After I retired at the end of 2018, one of the first things I noticed was apathy regarding which day of the week it was. That previously important knowledge was a construct needed because of work-life stuff, like when to go to work, how close was the weekend, when to take kids to activities, attend scheduled social engagements, dentist, doctors, etc. Basically, a lot of choreography rooted in a system relying on week days labeled to keep things straight.
During my subsequent year of RV roaming, this lack of which-day-is-it knowledge got worse (the Zennie in me says “got better”) as one day was much the same as any other. Campsite reservations or access to RV-related services were the primary reasons I needed a passing awareness whether tomorrow was a Monday or Friday. Other than that, any day could be called Blurgmuffday for all it mattered to me.
Now, in my stay-at-home life, day names are once again fairly useless. Which I don’t think is a bad thing. Some have taken to thinking we’re all living the Groundhog Day movie, where we’re in an endless loop, same day after same day.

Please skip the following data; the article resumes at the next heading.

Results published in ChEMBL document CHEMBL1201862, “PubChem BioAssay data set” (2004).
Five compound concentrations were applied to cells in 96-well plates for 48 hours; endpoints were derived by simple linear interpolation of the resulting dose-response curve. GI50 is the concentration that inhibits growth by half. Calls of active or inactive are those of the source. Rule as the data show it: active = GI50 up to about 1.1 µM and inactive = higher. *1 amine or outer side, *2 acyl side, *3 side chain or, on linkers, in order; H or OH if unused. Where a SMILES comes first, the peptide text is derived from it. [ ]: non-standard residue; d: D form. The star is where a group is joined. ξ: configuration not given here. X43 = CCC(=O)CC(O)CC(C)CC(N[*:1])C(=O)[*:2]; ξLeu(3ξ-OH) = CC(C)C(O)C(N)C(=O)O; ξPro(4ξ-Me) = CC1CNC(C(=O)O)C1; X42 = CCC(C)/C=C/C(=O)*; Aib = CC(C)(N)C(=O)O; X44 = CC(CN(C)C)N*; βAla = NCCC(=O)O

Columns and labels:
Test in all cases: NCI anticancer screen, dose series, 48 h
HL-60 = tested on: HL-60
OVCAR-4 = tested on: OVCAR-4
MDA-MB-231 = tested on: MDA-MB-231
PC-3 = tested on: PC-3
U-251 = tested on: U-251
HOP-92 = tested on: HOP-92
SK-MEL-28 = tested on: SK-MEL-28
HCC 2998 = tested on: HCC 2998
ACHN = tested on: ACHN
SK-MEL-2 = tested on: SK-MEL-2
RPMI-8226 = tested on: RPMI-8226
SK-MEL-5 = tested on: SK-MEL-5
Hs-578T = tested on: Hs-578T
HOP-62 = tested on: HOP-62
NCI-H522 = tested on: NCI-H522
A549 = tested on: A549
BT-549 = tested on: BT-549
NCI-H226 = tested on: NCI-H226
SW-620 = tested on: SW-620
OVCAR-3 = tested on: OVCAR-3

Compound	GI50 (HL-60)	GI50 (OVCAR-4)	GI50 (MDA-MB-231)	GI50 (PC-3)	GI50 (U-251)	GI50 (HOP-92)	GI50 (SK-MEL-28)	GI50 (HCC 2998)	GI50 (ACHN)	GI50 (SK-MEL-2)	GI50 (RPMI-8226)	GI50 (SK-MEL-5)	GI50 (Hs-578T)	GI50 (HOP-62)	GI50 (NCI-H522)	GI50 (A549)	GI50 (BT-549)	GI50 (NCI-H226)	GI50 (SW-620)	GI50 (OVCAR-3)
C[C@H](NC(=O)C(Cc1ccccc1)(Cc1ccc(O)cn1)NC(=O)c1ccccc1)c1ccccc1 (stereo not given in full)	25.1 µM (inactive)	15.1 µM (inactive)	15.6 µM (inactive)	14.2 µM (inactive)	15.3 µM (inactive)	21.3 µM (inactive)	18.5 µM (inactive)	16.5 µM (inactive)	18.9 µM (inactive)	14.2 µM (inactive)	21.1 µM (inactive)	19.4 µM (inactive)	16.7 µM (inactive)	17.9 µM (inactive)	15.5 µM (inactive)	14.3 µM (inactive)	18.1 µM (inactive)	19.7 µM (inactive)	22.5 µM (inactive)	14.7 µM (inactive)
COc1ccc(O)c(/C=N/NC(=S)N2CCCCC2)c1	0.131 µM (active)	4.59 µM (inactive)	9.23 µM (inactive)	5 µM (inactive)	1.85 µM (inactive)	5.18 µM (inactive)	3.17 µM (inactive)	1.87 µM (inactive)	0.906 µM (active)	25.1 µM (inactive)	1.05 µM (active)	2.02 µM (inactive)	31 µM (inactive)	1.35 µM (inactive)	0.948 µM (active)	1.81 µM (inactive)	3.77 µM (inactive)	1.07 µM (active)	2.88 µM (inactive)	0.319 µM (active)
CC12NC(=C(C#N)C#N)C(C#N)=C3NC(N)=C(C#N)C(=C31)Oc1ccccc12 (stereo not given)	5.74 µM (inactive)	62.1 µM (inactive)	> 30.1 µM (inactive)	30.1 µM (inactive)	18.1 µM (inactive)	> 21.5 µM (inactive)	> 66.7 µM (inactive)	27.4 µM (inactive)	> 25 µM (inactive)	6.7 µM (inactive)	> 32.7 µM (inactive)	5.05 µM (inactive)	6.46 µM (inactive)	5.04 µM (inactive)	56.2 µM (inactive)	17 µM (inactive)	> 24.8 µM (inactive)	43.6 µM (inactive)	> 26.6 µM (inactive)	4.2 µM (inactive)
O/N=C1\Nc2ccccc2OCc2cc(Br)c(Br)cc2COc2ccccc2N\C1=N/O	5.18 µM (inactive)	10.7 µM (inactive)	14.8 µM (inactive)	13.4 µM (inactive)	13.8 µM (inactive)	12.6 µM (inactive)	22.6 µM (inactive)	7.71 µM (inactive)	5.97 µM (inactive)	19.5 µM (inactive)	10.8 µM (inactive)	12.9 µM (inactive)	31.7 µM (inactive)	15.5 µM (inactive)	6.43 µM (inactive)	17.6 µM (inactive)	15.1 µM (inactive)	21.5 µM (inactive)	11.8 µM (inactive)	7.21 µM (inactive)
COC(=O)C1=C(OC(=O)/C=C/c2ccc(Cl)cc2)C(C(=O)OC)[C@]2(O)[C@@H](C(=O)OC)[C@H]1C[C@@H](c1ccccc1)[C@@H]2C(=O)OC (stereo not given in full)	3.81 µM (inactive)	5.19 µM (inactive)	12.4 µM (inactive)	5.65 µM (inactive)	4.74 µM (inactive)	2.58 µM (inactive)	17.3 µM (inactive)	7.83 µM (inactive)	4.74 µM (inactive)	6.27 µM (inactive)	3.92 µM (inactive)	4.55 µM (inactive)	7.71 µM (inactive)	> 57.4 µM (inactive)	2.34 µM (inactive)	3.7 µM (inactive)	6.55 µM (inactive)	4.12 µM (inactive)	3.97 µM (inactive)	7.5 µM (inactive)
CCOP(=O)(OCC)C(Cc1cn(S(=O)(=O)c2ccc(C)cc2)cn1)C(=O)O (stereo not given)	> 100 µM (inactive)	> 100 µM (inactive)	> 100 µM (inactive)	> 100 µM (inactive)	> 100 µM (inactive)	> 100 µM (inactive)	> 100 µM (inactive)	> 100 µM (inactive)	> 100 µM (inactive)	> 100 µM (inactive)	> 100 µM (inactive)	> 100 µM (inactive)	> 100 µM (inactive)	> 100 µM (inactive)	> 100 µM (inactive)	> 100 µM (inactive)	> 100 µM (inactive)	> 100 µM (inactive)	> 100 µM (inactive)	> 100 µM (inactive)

What helps our mental and emotional survival in these dark times is to focus on being present minded in the now and embracing a one-day-at-a-time approach to living. Honestly, that’s the true extent of what each of us can control on what we can do and how we choose spend our time. Beyond that, we’d be constantly shifting from what we can control to struggling with only how we react to everything else. And in the rapidly changing landscape outside (look how things have rapidly changed and altered over the mere weeks we’ve been in stay-at-home mode), provide more reasons to toss your anchor out each day rather than sail in the someday-hopes of finding safe shore.
While I am planning out things for a week at a time, largely to block out activities to ensure progress, the focus is on my daily routine. I’m not dwelling on when this will be over, just on what I will do today (and in the evenings, planting a few mental seeds for the next day). I’m not giving any weight to what others say or predict we’ll be in or out of danger, when we’ll reach the other side of the slope, or when things will get back to normal. Just being here and now. (Hint: I don’t think things will ever be normal, as in, how they were before. And ideally, I don’t think they should be. A rare, wake-up-call event like this should be enough to compel humanity to fix our and the planet’s problems.)
So as I wake up each morning, I asked myself to focus on today, called “Day,” instead of…wait a sec. I have this…uh, Thursday? Yes, that’s right (I cheated: I had to look at the laptop calendar as I wrote this).
That’s all I can control, and that’s as far as I want to look ahead. At least for now.